Most people only find out that they have coronary artery heart disease when they have an annual check-up. Usually they feel no symptoms or prior warning because the symptoms and signs of coronary artery heart disease are often only noted in the advanced stage of the disease or with a sudden failure of the heart muscle (heart attack). Please consider yourself as being lucky if you get early detection.
Heart failure is the end result of the accumulation of artheromatous plaque within the wall of the arteries that supply oxygen and nutrients to the myocardium (the muscle of the heart). The accumulation slowly increases with time until the artery is partially or completely blocked. In both cases, the doctor will administer medication as the first line of treatment. If the problem persists or gets worse, then balloon angioplasty will be recommended. If medication or balloon angioplasty is not possible, then the doctor will recommend bypass surgery.
Before an angioplasty, Echocardiography coronary angiography and left Ventriculography are usually used to examine the characteristics and the state of the coronary artery in detail. From the data obtained, the doctor will know the degree and the location of the blockage, the condition of the heart muscle, the contraction strength and any degree of failure of the heart muscle.
Balloon angioplasty is performed at the blockage area to allow the blood flow to the heart muscle again. The doctor will insert a long, narrow tube with a deflated balloon attached to one end into a small opening in the blood vessel until the deflated balloon is inside the blockage. The balloon is then inflated. It compresses the artheromatous plaque and stretches and expands the artery wall. The blood flow is renewed and the balloon is deflated and removed. Currently, it is generally practice that an expandable wire mesh tube (called a stent) was with the balloon. After the balloon is removed, the stent is implanted and left behind. The stent provides a mechanical framework that holds the artery wall open, preventing stenosis, or narrowing, of coronary arteries. This can keep the heart patients healthy for long periods of time.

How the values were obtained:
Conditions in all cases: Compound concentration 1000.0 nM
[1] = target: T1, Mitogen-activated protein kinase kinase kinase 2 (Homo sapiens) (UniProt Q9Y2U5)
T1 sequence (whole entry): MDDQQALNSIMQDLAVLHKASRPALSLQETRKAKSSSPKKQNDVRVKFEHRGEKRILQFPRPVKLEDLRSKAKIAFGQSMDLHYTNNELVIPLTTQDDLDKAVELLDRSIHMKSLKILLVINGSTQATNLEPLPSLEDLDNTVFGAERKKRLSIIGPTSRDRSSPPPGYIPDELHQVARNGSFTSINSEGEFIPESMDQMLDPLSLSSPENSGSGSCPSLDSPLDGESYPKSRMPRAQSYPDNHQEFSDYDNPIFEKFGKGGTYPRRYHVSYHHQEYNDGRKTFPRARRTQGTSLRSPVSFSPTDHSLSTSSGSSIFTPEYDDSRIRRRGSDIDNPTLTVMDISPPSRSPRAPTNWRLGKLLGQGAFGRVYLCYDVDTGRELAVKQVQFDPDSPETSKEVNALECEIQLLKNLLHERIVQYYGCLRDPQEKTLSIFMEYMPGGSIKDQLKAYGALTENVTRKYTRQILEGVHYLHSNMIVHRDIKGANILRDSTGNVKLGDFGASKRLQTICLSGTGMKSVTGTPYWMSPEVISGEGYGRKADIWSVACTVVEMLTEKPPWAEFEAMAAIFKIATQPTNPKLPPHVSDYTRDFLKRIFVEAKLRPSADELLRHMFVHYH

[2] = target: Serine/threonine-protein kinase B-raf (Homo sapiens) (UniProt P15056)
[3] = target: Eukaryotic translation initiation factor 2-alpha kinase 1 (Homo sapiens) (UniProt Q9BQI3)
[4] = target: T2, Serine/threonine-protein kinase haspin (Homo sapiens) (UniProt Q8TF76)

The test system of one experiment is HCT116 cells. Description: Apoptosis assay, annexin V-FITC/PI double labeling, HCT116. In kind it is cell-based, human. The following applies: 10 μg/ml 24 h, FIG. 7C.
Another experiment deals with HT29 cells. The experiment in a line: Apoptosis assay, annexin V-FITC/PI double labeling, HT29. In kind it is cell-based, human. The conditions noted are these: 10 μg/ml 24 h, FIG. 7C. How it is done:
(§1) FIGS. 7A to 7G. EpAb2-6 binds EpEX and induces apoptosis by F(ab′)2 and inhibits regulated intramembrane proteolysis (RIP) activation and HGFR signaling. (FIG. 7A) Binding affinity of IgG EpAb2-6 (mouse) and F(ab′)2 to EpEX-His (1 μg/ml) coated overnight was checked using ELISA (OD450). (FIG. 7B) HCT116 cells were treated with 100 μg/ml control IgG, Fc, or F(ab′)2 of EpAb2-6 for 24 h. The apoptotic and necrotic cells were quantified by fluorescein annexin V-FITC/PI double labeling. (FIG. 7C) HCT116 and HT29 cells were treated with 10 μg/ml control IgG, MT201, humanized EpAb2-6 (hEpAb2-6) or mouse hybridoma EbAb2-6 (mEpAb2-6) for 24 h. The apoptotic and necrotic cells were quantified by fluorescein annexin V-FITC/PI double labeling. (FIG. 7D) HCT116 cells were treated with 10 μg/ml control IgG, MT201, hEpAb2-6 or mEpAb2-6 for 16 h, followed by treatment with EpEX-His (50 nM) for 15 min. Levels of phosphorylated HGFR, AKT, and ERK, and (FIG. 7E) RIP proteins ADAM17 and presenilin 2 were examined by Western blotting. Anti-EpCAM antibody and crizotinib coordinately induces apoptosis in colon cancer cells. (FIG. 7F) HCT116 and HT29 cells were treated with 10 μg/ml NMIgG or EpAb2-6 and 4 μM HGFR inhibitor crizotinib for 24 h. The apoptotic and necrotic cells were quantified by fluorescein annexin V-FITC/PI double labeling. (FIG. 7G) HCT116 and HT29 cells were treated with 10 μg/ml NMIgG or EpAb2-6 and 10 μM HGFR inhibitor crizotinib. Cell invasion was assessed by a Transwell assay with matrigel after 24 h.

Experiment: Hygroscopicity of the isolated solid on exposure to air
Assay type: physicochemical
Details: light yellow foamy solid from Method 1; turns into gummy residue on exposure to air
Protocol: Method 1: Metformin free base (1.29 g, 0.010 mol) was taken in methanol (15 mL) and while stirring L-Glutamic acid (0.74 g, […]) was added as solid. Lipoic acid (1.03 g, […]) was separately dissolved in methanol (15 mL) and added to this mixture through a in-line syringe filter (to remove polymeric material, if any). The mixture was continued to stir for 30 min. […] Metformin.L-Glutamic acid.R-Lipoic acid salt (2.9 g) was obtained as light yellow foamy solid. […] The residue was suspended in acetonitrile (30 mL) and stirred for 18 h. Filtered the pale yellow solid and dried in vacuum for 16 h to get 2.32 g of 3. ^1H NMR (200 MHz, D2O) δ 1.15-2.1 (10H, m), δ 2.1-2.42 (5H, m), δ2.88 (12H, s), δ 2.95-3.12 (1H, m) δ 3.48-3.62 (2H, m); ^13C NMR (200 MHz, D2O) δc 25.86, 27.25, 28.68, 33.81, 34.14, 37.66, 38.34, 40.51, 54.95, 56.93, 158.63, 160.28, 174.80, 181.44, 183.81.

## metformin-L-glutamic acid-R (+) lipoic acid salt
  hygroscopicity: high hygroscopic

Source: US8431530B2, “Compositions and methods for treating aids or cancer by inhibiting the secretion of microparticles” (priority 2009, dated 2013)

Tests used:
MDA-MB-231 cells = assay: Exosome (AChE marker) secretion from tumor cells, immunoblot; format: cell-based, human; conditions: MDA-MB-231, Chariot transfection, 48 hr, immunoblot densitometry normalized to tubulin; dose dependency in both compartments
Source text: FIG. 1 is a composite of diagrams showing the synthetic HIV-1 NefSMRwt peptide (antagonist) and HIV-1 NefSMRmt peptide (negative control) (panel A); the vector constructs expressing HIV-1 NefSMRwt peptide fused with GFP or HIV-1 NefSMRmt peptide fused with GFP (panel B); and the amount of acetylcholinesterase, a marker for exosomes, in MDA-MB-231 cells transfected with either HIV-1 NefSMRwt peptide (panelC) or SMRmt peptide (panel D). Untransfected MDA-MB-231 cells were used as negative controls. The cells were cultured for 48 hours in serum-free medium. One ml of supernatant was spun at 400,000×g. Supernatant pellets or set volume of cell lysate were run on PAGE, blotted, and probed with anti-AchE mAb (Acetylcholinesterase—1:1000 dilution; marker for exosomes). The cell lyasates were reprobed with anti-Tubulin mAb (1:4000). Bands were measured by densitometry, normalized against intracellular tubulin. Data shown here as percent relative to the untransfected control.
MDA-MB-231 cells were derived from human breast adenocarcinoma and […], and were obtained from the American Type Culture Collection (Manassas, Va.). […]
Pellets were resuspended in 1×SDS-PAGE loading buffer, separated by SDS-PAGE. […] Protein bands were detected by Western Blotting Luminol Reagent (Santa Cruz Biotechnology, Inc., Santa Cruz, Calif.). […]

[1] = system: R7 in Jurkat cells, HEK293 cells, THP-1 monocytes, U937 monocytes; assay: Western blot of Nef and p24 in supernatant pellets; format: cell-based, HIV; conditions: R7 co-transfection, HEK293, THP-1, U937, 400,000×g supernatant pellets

A surgical procedure performed to relieve angina and reduce the risk of death from coronary artery heart disease is called coronary artery bypass surgery. It uses the same principle as making a new road to avoid congested traffic. Arteries or veins from elsewhere in the patient’s body are grafted on to the coronary arteries to bypass the atherosclerotic blockages and improve the blood supply to the coronary circulation supplying the myocardium (heart muscle). Bypass surgery can be done at more than one location on the same vessel.
There is more than one method which can be used for coronary artery bypass surgery. Some of them are:
- Off-pump coronary artery bypass surgery: This surgery is done without the use of the cardiopulmonary (heart-lung) machine. The method uses equipment to stop the coronary artery while other sections of the heart are functioning normally. This reduces the amount of blood needed, the operation time, the time for the patient to be under anesthetics, and the recovery time in the hospital. This method is also good for the older age group and those who are at high risk or have many complications.
- All Arterial Conduits: This is surgery which uses only the arteries, not the veins. The doctor harvests the graft from the internal thoracic arteries to connect with the vessel in the front side of the heart. The method gives very good result and the patients stay healthy for a very long period of time. An artery is more durable and there is less chance of the reformation of the artheromatous plaques than when using a vein. Doctor will use the graft from veins in the legs only when he cannot find a graft from the arteries in other places.
- Small Incision surgery: This is also called Minimally Invasive Direct Coronary Bypass (MIDCAB) surgery. It is a technique performing bypass surgery through a 5-10 cm incision. The patient will have no long scar in the leg as the old method. There is less pain in the incision area and in the upper thoracic area. It creates less damage to the nerves and tissue. It does not use the graft from veins in the leg, so the patient has a shorter recovery time and can move around faster and better than the old method.
No matter how good and well-developed is the present treatment for heart disease; prevention is still the best way to reduce the loss of both your money and time. Do not forget to take good care of your health through proper exercise, eat a proper diet, stop risk behaviors such as smoking an d have a check-up at least once a year. Heart chambers, the condition of heart valves and walls, and how well they fill and empty.